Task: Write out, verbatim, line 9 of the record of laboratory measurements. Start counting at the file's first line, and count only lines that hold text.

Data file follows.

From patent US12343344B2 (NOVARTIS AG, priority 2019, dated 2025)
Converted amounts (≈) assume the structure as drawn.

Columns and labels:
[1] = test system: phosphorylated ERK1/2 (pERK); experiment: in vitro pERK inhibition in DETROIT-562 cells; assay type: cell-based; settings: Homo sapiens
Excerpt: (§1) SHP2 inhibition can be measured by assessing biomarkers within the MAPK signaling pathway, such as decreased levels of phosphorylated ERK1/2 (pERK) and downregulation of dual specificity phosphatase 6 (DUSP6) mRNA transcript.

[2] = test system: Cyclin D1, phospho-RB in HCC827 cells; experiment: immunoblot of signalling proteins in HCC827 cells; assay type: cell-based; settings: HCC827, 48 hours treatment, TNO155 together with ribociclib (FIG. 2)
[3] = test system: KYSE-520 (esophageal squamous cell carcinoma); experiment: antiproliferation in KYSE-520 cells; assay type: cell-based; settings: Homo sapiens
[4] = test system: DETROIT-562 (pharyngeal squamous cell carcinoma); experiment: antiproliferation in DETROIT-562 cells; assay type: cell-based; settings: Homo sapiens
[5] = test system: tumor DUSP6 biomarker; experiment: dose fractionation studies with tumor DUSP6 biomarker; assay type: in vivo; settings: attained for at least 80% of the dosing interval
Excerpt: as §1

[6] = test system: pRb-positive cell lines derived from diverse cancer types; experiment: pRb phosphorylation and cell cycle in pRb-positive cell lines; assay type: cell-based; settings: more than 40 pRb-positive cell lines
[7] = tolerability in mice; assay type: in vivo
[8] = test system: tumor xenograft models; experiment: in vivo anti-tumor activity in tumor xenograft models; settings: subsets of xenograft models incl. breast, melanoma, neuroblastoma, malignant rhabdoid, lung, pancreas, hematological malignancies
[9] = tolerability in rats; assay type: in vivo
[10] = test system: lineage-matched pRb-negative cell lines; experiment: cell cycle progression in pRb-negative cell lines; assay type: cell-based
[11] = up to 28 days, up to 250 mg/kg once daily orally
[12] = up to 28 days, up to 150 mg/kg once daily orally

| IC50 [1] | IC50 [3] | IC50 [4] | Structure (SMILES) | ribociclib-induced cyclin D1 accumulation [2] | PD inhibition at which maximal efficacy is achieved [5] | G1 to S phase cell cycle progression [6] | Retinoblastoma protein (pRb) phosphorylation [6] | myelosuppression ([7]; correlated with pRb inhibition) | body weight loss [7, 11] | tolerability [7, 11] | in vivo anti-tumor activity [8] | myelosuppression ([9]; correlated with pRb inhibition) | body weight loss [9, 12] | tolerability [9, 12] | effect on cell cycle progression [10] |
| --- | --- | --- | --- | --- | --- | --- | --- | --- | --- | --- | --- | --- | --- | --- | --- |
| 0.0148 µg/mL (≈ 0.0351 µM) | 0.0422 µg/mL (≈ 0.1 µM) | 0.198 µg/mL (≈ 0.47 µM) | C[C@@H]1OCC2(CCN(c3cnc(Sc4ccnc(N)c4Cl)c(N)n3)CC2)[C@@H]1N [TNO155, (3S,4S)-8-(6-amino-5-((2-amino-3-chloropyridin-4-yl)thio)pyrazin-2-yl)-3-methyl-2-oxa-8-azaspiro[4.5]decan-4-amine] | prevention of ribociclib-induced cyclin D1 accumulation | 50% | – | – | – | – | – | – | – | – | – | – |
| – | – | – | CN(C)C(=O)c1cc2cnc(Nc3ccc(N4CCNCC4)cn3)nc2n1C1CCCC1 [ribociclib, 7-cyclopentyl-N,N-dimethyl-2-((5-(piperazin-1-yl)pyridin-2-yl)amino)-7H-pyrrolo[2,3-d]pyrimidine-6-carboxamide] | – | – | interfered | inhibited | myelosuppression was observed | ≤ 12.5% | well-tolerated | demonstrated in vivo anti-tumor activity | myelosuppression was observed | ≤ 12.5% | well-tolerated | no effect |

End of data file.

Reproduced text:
[5] = test system: tumor DUSP6 biomarker; experiment: dose fractionation studies with tumor DUSP6 biomarker; assay type: in vivo; settings: attained for at least 80% of the dosing interval